How Do You Picture Your Golden Years?
When you picture yourself in your golden years, are you lying on a beach, hitting golf balls, or working behind a desk?
For a lot of soon-to-be retirees, the office will be where they spend most of their golden years. Working in retirement not only gives you the opportunity to earn more money, but you can maintain structure in your days and keep your social connections alive.
But working in retirement is not for everyone. There are several drawbacks to working during your retirement years as well. For instance, some people are surprised when I tell them their retirement income is subject to tax.
If you’ve started Social Security benefits and you pick up part-time work, your earnings may push your income to a level where your Social Security benefits are taxable. And if you’re younger than full retirement age, working may temporarily lower your Social Security benefits.
Today I’m going to outline some of the pros and cons of working in retirement to paint a clear picture in your mind of what’s ahead if you decide to continue working.
Here are some of the pros to staying in the workforce during your retirement years:
A lot of people worry they won’t have enough money saved for retirement. Continuing to work is a good way to allow yourself time to continue boosting your retirement savings until you’re comfortable. If your money is invested, you also get the added benefit of being able to wait out a poor performing market or ride out the highs with less risk.
Also, the longer you delay collecting Social Security, the higher your benefits. So your benefits will be higher if you start collecting Social Security at age 70 than if you started collecting at age 65.
Work Keeps You Mentally Fit
There is plenty of research to support that working delays the onset of age-related diseases like dementia and alzheimers.
Work also keeps you feeling younger. A lot of older workers report feeling younger than their actual age due to their sense of purpose and regular daily routine.
If you choose to work in retirement, you likely have more friends. Work provides opportunities for social interaction.
Some people get bored without work to do. They like having a place to go every day, people to meet, and problems to solve.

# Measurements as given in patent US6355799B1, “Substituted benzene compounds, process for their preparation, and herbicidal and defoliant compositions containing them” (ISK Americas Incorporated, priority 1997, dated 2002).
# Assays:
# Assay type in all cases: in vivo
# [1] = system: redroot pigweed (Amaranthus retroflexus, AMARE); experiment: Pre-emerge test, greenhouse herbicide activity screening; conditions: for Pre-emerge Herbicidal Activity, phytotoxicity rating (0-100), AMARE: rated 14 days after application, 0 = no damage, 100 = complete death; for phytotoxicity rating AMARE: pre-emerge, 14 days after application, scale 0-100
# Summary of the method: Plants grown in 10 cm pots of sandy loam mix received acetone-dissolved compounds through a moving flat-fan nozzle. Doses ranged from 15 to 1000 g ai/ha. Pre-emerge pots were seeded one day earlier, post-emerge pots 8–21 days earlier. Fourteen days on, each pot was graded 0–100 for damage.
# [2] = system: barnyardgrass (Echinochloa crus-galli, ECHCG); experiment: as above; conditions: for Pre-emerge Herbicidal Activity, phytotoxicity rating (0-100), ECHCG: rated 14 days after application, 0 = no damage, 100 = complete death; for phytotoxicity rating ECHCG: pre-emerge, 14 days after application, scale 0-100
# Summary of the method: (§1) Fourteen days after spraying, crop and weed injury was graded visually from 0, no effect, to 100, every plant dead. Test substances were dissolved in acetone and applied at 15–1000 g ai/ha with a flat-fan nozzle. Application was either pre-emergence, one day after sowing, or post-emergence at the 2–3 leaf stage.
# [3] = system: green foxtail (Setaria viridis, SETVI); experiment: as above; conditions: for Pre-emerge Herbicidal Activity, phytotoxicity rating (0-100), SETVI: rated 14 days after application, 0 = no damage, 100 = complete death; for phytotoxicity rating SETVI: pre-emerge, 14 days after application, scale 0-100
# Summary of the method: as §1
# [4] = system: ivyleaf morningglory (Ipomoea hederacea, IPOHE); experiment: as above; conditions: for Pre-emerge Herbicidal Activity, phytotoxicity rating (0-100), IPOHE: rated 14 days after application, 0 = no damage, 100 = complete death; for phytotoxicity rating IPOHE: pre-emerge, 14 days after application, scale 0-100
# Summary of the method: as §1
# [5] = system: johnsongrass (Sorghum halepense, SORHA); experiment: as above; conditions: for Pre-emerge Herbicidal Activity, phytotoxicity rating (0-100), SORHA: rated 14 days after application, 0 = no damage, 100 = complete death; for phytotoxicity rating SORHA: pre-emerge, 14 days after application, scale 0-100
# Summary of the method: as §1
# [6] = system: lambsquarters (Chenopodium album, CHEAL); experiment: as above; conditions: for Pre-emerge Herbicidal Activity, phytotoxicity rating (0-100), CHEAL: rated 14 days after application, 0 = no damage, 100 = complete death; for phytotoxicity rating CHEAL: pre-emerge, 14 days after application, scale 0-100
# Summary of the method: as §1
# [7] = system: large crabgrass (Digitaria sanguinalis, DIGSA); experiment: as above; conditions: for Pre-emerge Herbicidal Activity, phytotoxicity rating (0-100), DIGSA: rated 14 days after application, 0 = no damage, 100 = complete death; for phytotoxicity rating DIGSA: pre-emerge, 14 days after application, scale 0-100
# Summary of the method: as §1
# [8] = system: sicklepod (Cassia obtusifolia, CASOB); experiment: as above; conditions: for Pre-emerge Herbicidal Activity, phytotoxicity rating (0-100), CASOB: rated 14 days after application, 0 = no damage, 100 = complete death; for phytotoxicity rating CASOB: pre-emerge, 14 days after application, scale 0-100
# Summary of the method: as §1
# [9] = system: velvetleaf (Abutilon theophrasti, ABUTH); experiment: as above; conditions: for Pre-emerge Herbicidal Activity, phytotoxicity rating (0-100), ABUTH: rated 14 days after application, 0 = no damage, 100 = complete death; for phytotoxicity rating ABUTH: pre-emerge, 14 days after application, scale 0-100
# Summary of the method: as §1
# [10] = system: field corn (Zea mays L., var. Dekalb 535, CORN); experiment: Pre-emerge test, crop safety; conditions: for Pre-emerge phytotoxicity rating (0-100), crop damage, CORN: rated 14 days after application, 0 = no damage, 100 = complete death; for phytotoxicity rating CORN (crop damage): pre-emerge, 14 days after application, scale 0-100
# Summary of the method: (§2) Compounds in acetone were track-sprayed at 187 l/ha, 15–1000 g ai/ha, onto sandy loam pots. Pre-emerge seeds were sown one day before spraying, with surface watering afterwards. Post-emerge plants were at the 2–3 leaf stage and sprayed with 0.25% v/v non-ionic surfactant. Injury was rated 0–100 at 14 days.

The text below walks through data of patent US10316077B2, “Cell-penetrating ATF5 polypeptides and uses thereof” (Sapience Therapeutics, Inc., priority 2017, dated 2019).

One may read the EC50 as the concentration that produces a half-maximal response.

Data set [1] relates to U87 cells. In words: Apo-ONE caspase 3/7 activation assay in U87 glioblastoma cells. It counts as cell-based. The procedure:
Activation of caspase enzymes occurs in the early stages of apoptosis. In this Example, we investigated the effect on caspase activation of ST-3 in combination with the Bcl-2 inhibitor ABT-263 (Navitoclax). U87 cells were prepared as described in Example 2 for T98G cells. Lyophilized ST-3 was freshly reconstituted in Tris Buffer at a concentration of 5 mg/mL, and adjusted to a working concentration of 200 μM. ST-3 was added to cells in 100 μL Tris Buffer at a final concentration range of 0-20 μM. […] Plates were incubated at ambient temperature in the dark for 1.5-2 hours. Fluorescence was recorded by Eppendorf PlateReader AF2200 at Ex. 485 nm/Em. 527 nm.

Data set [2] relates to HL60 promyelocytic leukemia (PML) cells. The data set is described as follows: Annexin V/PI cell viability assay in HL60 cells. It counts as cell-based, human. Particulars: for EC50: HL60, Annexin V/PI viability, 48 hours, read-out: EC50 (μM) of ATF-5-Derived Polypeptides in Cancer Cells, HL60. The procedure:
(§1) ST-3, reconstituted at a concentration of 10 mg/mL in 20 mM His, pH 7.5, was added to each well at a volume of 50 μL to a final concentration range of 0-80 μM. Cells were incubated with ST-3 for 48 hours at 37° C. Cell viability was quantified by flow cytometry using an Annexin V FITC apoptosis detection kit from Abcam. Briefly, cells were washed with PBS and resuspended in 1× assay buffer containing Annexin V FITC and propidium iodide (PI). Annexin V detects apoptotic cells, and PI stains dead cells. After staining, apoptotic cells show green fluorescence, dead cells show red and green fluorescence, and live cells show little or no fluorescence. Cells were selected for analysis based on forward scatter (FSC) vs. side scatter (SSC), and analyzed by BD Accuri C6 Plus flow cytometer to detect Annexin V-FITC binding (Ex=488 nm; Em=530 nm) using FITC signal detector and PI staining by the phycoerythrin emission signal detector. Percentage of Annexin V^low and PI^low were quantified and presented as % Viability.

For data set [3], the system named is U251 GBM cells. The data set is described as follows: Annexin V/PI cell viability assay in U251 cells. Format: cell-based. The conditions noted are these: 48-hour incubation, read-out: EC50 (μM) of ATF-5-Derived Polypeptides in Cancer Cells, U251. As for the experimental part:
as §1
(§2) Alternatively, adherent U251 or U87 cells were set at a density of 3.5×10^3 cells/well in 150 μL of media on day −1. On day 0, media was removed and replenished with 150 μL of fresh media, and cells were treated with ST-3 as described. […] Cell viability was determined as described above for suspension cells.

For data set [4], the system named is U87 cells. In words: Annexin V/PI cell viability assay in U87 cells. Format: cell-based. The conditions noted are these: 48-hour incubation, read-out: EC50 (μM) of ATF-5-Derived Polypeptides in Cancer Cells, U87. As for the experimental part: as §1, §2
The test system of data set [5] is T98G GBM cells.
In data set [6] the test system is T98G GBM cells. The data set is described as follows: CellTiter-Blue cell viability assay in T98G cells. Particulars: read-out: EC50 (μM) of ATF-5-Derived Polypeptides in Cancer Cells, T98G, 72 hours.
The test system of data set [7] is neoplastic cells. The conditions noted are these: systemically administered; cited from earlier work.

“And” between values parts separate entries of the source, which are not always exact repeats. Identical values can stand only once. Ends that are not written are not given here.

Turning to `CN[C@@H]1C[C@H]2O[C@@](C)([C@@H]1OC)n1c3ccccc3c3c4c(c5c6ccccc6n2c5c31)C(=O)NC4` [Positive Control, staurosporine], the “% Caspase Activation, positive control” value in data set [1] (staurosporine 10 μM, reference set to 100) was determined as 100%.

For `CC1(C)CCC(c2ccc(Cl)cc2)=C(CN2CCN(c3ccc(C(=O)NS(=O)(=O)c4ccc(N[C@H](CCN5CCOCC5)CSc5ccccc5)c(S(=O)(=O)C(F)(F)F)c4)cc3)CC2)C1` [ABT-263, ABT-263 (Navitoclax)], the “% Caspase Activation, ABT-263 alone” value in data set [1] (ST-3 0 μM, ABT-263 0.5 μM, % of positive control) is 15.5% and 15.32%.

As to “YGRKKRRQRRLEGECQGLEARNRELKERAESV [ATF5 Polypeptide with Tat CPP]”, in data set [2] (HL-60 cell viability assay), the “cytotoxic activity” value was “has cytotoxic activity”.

Even if your retirement is fully funded, some retirees will go back to work part-time to make a little bit extra so they can splurge on small luxuries.
Working a retirement job can give you some bonus cash for traveling, meals out with friends, gifts for your grandchildren or to cover the cost of any other planned and unplanned social activities.
If you decide to continue working in retirement, your job will likely become more flexible than your typical career job. Several 60-somethings transition to retirement by arranging part-time work, bridge jobs or a phased retirement.
For example, a lawyer might cut back to three days a week for lower pay. A product engineer might give up his management responsibilities to go back to the laboratory part-time, with flexible hours.
Some retirees will even negotiate work from April through December, and then take off somewhere warm for the winter months.
Try Something New
Just because you decide you want to continue working, doesn’t mean you have to stay in the same field or role. Most jobs offer the opportunity to learn new skills and stay up to date with changes in the industry.
If you know you need mental and intellectual stimulation, staying in a job that offers continuing education might be a good idea.
These are just some of the pros to working in retirement. Here are some of the drawbacks to working in retirement you should know…
As I said earlier, some people are surprised when I tell them their retirement income is subject to income tax. When you start your Social Security benefits, even if only part time, you run the risk of boosting your income to a threshold where your Social Security benefits become taxable.
Self-employed retirees are hit with almost 15 percent payroll tax. And after age 70, your tax bill could go up again when you’re forced to take distributions from an IRA or 401(k) plan.
Wishing You Were Not Working
This ones obvious but it’s the reality for a lot of eligible retirees. Sometimes your financial situation is such that you can’t afford not to keep working.
Therefore you find yourself in situations where all your friends are retired and you can’t participate in all the fun activities they have planned because you have to go to work.
Having a Boss
You’ll get to a point (or maybe you’re already there) where you’re tired of constantly arranging your schedule to have enough time to do the things you actually want to do.
If your work is stressful, unrewarding or physically tiring and you have a bad boss, your stress levels will drop significantly after you stop working.
Lots of retirees find their back aches go away, headaches disappear and they lose excess weight when they stop working. Not to mention, you don’t have to deal with an exhausting commute every day.
Hard to Pursue New Goals
Possibly the most important reason not to keep working is the opportunity to pursue a new life and make it your own. Maybe you want to retire while you’re still healthy enough to travel.
Several retirees develop their creative side by taking up music, painting, woodworking, and pottery. While others just want more time with their grandchildren, which you can’t have if you’re stuck at work.
To a richer life,
— Nilus Mattive
Editor, The Rich Life Roadmap